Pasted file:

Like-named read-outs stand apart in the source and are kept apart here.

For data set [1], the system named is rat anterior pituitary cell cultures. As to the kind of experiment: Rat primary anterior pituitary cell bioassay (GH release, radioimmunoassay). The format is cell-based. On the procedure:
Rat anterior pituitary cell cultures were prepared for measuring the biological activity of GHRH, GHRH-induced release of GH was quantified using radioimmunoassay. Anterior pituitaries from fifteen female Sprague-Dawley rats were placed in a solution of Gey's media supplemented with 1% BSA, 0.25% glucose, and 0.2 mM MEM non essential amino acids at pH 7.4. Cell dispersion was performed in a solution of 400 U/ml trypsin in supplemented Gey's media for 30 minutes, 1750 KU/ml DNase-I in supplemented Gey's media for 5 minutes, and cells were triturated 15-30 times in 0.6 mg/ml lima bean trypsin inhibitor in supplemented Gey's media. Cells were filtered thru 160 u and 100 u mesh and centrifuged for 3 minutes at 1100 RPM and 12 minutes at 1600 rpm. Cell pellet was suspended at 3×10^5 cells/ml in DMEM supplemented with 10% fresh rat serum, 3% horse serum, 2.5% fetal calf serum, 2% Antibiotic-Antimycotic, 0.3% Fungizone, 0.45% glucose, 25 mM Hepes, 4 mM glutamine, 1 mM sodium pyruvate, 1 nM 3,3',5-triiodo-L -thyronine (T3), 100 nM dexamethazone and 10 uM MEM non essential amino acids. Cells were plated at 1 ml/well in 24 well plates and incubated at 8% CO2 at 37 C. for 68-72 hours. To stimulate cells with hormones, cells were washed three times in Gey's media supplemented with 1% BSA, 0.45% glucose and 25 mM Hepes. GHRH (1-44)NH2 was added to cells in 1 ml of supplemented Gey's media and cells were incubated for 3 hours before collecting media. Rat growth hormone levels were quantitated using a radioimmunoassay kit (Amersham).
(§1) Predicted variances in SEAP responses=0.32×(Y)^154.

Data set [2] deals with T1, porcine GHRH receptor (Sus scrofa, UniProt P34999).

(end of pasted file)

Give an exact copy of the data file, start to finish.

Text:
Like-named read-outs stand apart in the source and are kept apart here.

For data set [1], the system named is rat anterior pituitary cell cultures. As to the kind of experiment: Rat primary anterior pituitary cell bioassay (GH release, radioimmunoassay). The format is cell-based. On the procedure:
Rat anterior pituitary cell cultures were prepared for measuring the biological activity of GHRH, GHRH-induced release of GH was quantified using radioimmunoassay. Anterior pituitaries from fifteen female Sprague-Dawley rats were placed in a solution of Gey's media supplemented with 1% BSA, 0.25% glucose, and 0.2 mM MEM non essential amino acids at pH 7.4. Cell dispersion was performed in a solution of 400 U/ml trypsin in supplemented Gey's media for 30 minutes, 1750 KU/ml DNase-I in supplemented Gey's media for 5 minutes, and cells were triturated 15-30 times in 0.6 mg/ml lima bean trypsin inhibitor in supplemented Gey's media. Cells were filtered thru 160 u and 100 u mesh and centrifuged for 3 minutes at 1100 RPM and 12 minutes at 1600 rpm. Cell pellet was suspended at 3×10^5 cells/ml in DMEM supplemented with 10% fresh rat serum, 3% horse serum, 2.5% fetal calf serum, 2% Antibiotic-Antimycotic, 0.3% Fungizone, 0.45% glucose, 25 mM Hepes, 4 mM glutamine, 1 mM sodium pyruvate, 1 nM 3,3',5-triiodo-L -thyronine (T3), 100 nM dexamethazone and 10 uM MEM non essential amino acids. Cells were plated at 1 ml/well in 24 well plates and incubated at 8% CO2 at 37 C. for 68-72 hours. To stimulate cells with hormones, cells were washed three times in Gey's media supplemented with 1% BSA, 0.45% glucose and 25 mM Hepes. GHRH (1-44)NH2 was added to cells in 1 ml of supplemented Gey's media and cells were incubated for 3 hours before collecting media. Rat growth hormone levels were quantitated using a radioimmunoassay kit (Amersham).
(§1) Predicted variances in SEAP responses=0.32×(Y)^154.

Data set [2] deals with T1, porcine GHRH receptor (Sus scrofa, UniProt P34999).